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Mr. Jefferson and the Giant Moose: Natural…

Mr. Jefferson and the Giant Moose: Natural History in Early America (edition 2009)

by Lee Alan Dugatkin

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602309,347 (3.2)1
Capturing the essence of the origin and evolution of the so-called "degeneracy debates," over whether the flora and fauna of America (including Native Americans) were naturally weaker and feebler than species elsewhere in the world, this book chronicles Thomas Jefferson's efforts to counter French conceptions of American degeneracy, culminating in his sending of a stuffed moose to Buffon.… (more)
Title:Mr. Jefferson and the Giant Moose: Natural History in Early America
Authors:Lee Alan Dugatkin
Info:University Of Chicago Press (2009), Hardcover, 184 pages
Collections:Your library
Tags:Natural History, Jefferson, Moose, Paleontology

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Mr. Jefferson and the Giant Moose: Natural History in Early America by Lee Alan Dugatkin



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Lee Dugatkin and I were playground teachers together in the early 80s and he was kind enough to reconnect with me through social media and send me an autographed copy of his latest book. As a distinguished professor of biology at the University of Louisville and a successful author of several books on science, he's come a long way since our playground days. I really liked this book. It sheds light on a little known topic, namely that several prominent 18th century naturalists thought that America's (both north and south) climate induced an inferior form of plant and animal life and that Thomas Jefferson, and to a lesser extent other prominent statesmen went to great lengths to refute this theory of degeneracy, as it was called. The debate lasted about a hundred years, from the mid 1700s to the time of the Civil War. Now it's a debunked idea but you'd be surprised at how this claim set the stage for Americans' view of themselves. The book is extremely well written, the chapters are short and entertaining, and there are some nice illustrations. The book's theme is rather limited but at only 129 pages you won't become bored by the narrow topic. ( )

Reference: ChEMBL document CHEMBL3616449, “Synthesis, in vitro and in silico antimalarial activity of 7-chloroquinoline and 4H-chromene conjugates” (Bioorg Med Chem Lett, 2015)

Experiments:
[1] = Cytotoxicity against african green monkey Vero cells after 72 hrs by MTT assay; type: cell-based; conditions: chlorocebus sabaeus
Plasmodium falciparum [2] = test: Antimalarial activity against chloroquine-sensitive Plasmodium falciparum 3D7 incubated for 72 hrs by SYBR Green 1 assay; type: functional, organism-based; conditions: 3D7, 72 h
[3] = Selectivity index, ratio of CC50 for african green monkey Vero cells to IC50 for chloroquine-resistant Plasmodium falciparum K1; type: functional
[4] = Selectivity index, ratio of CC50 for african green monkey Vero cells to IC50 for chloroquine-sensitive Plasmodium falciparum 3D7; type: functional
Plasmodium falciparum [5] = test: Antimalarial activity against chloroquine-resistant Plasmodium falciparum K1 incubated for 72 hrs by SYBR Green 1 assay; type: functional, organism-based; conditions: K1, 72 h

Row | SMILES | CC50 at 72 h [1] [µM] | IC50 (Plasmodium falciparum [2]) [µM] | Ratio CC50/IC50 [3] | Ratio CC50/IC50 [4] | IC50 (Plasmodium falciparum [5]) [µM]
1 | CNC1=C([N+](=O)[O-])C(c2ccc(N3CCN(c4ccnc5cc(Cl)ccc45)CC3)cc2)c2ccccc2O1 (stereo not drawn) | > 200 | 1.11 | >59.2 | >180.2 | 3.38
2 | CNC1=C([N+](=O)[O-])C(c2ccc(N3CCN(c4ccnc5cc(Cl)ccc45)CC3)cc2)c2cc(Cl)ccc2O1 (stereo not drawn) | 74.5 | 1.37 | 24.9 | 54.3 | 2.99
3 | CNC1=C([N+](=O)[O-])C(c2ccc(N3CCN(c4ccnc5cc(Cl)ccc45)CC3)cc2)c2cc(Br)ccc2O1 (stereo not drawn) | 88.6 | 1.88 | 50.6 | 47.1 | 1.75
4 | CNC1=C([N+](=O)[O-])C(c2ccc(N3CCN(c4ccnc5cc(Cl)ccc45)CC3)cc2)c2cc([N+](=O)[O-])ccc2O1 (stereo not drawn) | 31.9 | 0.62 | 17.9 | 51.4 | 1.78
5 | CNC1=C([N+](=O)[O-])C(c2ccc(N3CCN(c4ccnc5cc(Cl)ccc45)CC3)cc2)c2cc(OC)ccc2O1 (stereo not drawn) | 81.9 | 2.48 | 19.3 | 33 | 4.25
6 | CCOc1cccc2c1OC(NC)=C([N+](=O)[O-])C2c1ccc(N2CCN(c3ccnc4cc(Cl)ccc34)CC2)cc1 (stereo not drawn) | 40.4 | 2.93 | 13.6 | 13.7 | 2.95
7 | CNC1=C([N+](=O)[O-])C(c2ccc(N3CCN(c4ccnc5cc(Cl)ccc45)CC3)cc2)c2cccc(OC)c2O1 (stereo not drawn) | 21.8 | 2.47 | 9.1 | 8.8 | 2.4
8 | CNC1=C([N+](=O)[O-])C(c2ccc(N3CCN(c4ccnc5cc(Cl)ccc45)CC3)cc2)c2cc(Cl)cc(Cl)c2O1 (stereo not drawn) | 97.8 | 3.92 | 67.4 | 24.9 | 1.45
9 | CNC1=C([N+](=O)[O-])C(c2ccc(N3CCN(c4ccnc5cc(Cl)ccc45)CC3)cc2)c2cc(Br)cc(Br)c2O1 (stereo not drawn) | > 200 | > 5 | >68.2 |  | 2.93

OccassionalRead | Nov 24, 2010 |
The catchy title promises too much and the author fails to deliver the meat. Based on two well known anecdotes about Benjamin Franklin and Thomas Jefferson, the book covers the 18th century debate about American degeneracy, a hypothesis with two different meanings and repercussions. The proto-scientific battle was at the same time a fight for moral superiority, putting the upstart Americans in their place.

Firstly, a proto-scientific hypothesis which was quickly disproved at the time by additional data: The bad America climate leads to evolutionary pressure reducing the size of American specimen (compared to their Old World bretheren). The interesting part which the hypothesis tried to capture forms part of Jared Diamond's Yali's question: Why was Europe/Asia so fortunate in usable animals? The interesting element is not size but helpfulness to human progress. As the title illustration vividly shows, a moose is a poor substitute for a horse, as is the wild buffalo compared to a docile cow. I can't understand why Dugatkin did not include or discuss this obvious point. Diamond is hardly an unknown scientist or writer.

Secondly, the cultural element. The degeneracy hypothesis fits the stereotype of the backward and uncultured New World. The educated elite of young America was enraged to be sorted with the uncivilized and wild. Especially as much of the sorting was done by degenerate aristocrats (soon to be cut to size themselves). The proto-scientific question masked a power struggle, a fight for respectability and a "separate and equal station" among the nations of the earth. Jefferson's Notes on the State of Virginia was a piece of propaganda (in its original meaning), putting it on the map, informing the French public about the place their public funds were spent on (although the hackjob French translation garbled its impact). Dugatkin shows Jefferson stumbling in the political minefield, on the one hand disproving the animal degeneracy hypothesis, on the other hand struggling with claims about black inferiority and slavery. Jefferson also supplied France with physical evidence: a panther skin and a moose skeleton, the second one a real and expensive transportation challenge. The recipient of the moose, the famous naturalist Buffon which Jefferson tried to impress, died six months later and with him the moose's impact. Dugatkin then presents later proponents and opponents of the degeneracy hypothesis. He concludes "In the face of all that, support of the theory of degeneracy — in the sense that Bufon and his followers used the term — diminished and then disappeared." The pattern survives, though. As enlightened a man as Emerson (quoted by Dugatkin) spouts about the inferiority of people in warmer climates. Veiling racial and cultural stereotypes and ignorance in pseudo-scientific certainties is unfortunately alive and kicking.

I wish Dugatkin had written more about the gentleman-amateur-proto-scientist types who cultivate his book. There are so many similarities between Buffon and Jefferson that Dugatkin does not touch upon, such as both men's love for their country retreats and bourgeois-aristo life style. Overall, the content does not live up to a book-length treatment. Riding a moose will carry you only so far. ( )
  jcbrunner | Mar 21, 2010 |
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